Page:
From Li


At dusk, a Homegrown truck went past on the highway. Li registered the logo and then didn’t think about it again until it stopped up ahead of her. When she came level, the cab door opened and the driver climbed down. An older man, suncreased and balding, wearing tiny shorts. The age Val would be now. No, that was wrong, Val would be older. This one was holding a bottle in one hand and something she couldn’t see properly in the other.

She watched him approach, knowing she couldn’t run. It was only her hands that gave her away.

He held the bottle out. ‘Go on, it’s clean.’

She didn’t take  it.

‘Don’t be a hero. You look like you could murder a drink.’

‘I don’t have any trade,’ she said. But she took it. Felt the cool liquid through the metal.

‘Guess you’ll have to owe me, then.’

She unscrewed the lid carefully, sniffed it. Tilted the bottle. The water was cold and heavy in her mouth and it tasted of nothing. She drank and drank. Gulped it – felt it running down her throat, branching through her body, making things possible again.

‘You got a container?’ the truckie asked.

She hesitated, the water bag wasn’t something she could lose, but the water in her belly made her reckless.  He took it back to the truck and pushed the door open wide so she could see his co-driver up in the cab with a rifle. Company supply trucks were always double-crewed now, and the crews were always armed. He said something to the co-driver and she passed him down a jerry can without taking her eyes off the scrub. One of her knees jiggled nonstop, keeping  time to some too-fast rhythm.

Li watched the truckie fill her water bag carefully, not letting a drop spill. She understood that this was his personal supply. Since she left the bore outside Birree she’d been harvesting water, half-cups at at time, bound by the hours it took for heat to draw up condensation out of soil or plants, out of her own urine. Drinking it warm, just enough to take the edge off. When he brought the bag back it was full for the first time in days. The heft of it made her lightheaded.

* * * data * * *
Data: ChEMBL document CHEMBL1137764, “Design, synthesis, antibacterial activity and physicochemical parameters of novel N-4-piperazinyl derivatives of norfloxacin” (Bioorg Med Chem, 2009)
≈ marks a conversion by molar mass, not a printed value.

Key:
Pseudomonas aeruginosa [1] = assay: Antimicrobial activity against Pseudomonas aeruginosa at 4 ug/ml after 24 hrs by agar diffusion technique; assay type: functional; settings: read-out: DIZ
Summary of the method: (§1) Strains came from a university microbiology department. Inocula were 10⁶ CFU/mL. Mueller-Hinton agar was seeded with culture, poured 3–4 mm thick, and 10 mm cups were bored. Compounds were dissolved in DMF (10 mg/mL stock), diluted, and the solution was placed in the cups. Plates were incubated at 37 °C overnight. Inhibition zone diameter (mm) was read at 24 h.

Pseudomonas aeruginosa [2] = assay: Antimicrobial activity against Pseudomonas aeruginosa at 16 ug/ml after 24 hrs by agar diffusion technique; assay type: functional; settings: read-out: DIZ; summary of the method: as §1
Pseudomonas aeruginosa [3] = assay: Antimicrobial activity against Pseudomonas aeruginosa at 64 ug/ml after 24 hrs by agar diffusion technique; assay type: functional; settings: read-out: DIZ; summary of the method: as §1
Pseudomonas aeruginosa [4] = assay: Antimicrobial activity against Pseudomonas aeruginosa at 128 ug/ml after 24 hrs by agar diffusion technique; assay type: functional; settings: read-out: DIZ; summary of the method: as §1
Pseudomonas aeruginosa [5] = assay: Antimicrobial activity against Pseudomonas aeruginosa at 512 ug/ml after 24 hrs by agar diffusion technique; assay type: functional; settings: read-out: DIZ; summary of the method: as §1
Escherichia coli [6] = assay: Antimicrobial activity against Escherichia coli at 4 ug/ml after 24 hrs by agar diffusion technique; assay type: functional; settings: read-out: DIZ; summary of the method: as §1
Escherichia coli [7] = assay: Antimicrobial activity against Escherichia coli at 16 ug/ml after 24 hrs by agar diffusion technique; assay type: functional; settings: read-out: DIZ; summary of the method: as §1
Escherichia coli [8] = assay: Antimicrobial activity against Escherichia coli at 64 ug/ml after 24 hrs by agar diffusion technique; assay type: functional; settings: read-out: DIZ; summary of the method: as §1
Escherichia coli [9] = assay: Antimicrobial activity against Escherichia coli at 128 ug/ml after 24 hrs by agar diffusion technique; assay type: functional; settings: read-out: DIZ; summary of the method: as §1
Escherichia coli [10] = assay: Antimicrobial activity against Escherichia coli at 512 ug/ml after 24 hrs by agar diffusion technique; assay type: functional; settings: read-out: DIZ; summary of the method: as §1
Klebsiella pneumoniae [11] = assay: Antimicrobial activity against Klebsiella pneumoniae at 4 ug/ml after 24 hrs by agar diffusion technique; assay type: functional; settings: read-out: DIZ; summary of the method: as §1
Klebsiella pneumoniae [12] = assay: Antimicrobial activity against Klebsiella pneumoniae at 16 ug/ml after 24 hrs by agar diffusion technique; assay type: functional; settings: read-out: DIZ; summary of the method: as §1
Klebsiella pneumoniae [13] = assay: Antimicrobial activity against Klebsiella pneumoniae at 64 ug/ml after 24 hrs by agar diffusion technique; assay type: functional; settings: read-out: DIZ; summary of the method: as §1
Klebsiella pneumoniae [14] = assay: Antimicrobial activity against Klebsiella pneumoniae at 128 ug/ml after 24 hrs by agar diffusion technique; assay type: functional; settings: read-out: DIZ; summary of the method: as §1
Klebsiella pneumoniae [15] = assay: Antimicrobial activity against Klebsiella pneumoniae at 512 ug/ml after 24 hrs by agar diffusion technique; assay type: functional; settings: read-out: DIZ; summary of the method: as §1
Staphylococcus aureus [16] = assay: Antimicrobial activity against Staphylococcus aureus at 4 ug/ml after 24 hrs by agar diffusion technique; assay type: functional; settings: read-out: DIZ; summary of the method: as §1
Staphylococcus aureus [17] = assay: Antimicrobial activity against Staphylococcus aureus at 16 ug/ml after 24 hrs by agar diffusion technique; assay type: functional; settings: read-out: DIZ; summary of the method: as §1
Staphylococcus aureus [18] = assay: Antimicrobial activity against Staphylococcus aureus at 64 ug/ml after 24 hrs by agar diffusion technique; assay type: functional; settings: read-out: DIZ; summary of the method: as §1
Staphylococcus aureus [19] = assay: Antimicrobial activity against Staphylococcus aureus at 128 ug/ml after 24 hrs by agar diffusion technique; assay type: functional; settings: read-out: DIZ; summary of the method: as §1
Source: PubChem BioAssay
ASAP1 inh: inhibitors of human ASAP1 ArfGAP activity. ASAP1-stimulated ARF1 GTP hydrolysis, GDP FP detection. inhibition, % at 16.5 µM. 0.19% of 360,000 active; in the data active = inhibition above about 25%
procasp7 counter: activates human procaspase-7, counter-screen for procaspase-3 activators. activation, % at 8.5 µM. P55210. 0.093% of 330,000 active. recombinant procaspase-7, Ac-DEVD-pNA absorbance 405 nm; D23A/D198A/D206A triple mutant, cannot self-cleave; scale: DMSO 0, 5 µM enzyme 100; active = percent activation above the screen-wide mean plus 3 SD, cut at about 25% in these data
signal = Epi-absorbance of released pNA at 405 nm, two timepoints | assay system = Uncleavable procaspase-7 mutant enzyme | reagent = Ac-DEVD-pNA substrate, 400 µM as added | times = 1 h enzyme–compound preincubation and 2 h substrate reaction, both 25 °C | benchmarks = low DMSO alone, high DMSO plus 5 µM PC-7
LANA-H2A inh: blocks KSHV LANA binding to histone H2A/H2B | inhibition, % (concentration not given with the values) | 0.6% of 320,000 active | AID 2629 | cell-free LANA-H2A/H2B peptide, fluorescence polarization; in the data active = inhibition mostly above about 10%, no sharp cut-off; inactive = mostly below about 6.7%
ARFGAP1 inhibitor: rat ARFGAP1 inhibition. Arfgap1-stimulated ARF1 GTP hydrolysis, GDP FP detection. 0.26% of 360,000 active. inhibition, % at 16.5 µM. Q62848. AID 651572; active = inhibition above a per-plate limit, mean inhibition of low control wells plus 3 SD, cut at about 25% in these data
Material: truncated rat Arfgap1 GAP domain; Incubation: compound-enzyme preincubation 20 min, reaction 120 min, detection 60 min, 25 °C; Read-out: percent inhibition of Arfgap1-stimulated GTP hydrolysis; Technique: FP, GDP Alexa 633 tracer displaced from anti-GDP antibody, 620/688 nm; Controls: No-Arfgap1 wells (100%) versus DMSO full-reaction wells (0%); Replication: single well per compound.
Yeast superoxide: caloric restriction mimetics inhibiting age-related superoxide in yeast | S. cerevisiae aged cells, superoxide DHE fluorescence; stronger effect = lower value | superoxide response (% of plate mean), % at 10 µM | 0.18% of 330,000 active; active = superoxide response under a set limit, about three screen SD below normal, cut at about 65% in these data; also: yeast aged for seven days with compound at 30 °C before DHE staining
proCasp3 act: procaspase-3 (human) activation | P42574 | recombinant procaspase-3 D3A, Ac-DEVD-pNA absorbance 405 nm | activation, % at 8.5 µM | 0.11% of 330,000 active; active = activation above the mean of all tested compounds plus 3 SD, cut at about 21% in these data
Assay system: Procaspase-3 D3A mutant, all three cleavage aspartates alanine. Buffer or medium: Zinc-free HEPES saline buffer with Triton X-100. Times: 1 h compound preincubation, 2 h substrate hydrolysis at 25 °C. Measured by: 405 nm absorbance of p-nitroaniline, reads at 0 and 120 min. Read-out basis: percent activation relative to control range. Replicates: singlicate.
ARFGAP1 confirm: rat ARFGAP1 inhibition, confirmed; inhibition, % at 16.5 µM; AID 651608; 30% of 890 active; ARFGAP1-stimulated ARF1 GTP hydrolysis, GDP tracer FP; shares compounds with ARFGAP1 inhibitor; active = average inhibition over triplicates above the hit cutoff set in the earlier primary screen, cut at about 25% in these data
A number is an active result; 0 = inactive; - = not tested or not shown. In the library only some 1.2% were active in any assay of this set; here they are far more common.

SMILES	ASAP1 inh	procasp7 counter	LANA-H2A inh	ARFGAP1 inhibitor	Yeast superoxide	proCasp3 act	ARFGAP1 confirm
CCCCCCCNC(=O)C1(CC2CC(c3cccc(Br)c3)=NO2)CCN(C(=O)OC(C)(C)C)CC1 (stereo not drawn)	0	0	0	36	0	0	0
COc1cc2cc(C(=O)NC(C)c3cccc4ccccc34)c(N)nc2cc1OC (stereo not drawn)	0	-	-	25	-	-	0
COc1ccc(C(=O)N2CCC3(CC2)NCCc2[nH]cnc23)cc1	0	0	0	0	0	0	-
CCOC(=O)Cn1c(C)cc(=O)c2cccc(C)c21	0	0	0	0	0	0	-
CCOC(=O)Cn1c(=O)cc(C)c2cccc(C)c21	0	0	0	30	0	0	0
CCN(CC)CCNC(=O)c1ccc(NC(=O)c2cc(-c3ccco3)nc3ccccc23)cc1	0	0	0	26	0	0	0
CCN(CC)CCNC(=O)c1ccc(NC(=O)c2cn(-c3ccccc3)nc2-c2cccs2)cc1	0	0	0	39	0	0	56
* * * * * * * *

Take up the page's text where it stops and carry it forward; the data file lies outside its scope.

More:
‘What is that, sprained?’

‘I think so,’ she said. ‘Maybe a ligament.’

The other  thing he was holding was a first-aid kit. He unzipped it, resting it open on his knee while he sorted through it. ‘I’ve got anti-inflam in here somewhere. Here you go.’ He threw her a small green tube, kept looking. ‘And a whadayou call, compression bandage.’

‘Why?’ she said, holding the cream.

He shrugged. ‘Company issue – no skin off my nose. Half this stuff’s past its use-by anyway.’

It came to Li that maybe he didn’t want anything. Maybe he was just kind.

The woman called down to him to hurry up.

He said, ‘Yeah, yeah,’ and kept hunting.

‘You’re going the opposite way to everyone else,’ he told Li. ‘Where you headed?’

‘Lake Ero.’

He looked up quickly and then down at her ankle. ‘That’s still about forty k to the turnoff. You know it’s dry, right?’

‘I’m meeting someone there.’

‘Hell of a spot for a date.’

‘Yeah. It’s my daughter. We got split up.’

He nodded, head down. ‘How’d you know she’s there?’

‘I heard she was with a bunch of other kids, heading that way to camp. Maybe they thought there’d be water.’

The truckie found the bandage in its paper and plastic pouch, gave it to her.

‘Have you seen anything like that?’ she asked. ‘Children walking?’

‘Walking where? On their own?’

She shrugged, stuffing the bandage in her pocket. ‘It’s what I heard. Maybe dumped by the Agency, trying to find a way in?’